How farming, cattle herding and socio-economic factors lead to absenteeism among pupils in selected schools in Kalomo district of Southern province in Zambia.

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Simuzya, Webster
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The University of Zambia
This study investigated how farming, cattle herding and social economic factors lead to absenteeism among pupils in selected schools in Kalomo district of southern province in Zambia. The study was built on the conceptual framework of learner absenteeism measured by socio-economic status, farming and cattle herding. The study was informed by Bandura’s Social Learning Theory. A descriptive research design which was supported by qualitative methods of data collection was used in the study. Interview Guides and four Focus Group Discussions (FGDs) were used to collect data from a purposively sampled population of twenty eight (28) study participants comprising of four (4) guidance and counselling teachers, twenty (20) parents and four (4) FGDs. The study used thematic analysis to analyse data, where common themes were identified, grouped for easy interpretation and presented using verbatim based on the research objectives. The study established that absenteeism exist in primary schools of Kalomo District in Zambia. The study established that major drivers behind absenteeism are economic factors of cattle herding and farming in which learners are involved to supplement family income due to high levels of poverty. Other factors that contributed to learner absenteeism included; physical factors such as long distance to school; health factors such as prolonged sickness and death in the family. Other related issues included household factors which borders on parents and guardians lack of financial capability to provide for school demands for their children, as well as cultural and social factors such as initiation ceremonies. Therefore, the study confirms that cattle herding, farming and poor economic status of parents are the major home factors contributing significantly to high levels of pupil absenteeism in Kalomo district. Therefore, the study recommends that parents should form pressure groups to sensitize each other on the importance of education, parents should practice traditional ceremonies during the holidays and that the Government and school administrators should engage in constructive sensitization of parents on the importance of education especially for their children. Furthermore, it is recommended that parents should be empowered for them to stop over depending on their children’s labour for survival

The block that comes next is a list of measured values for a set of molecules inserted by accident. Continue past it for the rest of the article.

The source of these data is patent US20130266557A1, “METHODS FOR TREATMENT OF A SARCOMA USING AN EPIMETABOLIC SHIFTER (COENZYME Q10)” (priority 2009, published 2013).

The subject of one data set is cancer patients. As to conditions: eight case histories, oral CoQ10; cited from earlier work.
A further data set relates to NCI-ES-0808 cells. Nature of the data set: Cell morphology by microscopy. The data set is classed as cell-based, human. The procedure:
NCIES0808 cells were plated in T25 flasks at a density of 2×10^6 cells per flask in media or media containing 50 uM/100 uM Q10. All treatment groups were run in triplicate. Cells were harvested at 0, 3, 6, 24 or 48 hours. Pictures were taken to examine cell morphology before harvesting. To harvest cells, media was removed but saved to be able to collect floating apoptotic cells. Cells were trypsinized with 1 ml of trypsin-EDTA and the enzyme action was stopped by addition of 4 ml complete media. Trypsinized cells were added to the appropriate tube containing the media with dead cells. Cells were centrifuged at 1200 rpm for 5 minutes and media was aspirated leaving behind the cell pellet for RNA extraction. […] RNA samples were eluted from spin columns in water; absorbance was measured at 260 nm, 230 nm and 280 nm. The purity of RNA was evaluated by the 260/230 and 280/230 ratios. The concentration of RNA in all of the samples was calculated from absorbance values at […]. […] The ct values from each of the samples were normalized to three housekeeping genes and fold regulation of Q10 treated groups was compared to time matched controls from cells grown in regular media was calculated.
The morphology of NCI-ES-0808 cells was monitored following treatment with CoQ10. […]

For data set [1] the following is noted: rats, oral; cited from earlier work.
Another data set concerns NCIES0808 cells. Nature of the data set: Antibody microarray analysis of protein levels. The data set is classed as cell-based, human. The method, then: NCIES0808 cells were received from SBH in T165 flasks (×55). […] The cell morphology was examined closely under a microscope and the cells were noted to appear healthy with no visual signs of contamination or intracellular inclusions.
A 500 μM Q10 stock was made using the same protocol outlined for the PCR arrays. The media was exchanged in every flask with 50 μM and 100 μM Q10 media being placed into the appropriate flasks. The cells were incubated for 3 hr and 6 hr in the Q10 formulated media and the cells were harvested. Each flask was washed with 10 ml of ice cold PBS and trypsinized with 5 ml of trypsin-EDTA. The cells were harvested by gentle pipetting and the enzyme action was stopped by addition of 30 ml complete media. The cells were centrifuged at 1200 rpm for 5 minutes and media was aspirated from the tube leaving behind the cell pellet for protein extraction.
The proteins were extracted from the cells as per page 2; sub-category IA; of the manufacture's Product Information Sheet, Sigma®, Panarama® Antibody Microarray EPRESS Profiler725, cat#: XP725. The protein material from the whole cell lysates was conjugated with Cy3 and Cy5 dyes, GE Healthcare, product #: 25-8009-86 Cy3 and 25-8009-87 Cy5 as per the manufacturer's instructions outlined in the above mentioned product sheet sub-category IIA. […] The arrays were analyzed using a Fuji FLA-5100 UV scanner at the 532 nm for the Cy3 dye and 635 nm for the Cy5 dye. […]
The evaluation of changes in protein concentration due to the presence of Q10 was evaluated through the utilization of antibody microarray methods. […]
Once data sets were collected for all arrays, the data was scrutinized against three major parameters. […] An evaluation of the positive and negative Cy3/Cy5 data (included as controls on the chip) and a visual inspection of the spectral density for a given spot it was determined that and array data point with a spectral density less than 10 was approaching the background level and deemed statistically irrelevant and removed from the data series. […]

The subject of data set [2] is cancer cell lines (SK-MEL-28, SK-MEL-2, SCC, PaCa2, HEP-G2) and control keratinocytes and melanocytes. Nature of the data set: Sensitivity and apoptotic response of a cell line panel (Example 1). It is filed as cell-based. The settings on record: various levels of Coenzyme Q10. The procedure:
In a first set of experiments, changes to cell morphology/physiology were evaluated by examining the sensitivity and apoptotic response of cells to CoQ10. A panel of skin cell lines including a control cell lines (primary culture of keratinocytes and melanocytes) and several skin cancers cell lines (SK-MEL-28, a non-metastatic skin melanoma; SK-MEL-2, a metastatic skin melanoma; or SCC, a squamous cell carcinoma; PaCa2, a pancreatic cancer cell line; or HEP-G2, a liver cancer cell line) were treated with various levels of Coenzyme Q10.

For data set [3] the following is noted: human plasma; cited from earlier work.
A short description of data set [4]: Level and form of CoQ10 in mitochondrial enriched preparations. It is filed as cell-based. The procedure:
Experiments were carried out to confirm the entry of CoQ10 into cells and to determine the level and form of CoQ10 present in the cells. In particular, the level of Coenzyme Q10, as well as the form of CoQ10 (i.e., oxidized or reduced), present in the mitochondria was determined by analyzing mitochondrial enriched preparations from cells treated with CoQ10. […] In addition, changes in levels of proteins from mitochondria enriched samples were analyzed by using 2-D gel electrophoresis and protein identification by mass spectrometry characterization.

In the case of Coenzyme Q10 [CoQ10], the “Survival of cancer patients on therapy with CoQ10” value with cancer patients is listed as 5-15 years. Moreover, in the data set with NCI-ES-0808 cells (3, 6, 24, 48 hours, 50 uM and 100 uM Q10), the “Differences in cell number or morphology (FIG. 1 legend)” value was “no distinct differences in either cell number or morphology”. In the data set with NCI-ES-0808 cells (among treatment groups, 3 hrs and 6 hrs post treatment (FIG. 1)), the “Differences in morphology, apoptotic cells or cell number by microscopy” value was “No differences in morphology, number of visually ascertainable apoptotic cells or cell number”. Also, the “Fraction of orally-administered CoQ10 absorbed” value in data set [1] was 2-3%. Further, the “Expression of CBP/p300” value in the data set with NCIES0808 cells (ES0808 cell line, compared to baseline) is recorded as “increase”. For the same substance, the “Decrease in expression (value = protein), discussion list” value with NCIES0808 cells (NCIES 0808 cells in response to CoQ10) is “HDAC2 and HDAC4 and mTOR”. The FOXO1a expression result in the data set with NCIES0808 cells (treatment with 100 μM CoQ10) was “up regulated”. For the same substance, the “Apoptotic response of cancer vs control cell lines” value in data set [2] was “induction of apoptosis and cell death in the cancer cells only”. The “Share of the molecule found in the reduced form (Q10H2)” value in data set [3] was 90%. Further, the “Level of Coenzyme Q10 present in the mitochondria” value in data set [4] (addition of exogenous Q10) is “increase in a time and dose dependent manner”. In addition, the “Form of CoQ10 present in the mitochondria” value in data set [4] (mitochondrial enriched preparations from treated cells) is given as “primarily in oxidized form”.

Cattle-- Herding cattle. , Economic contribution of children--Effects--Schooling.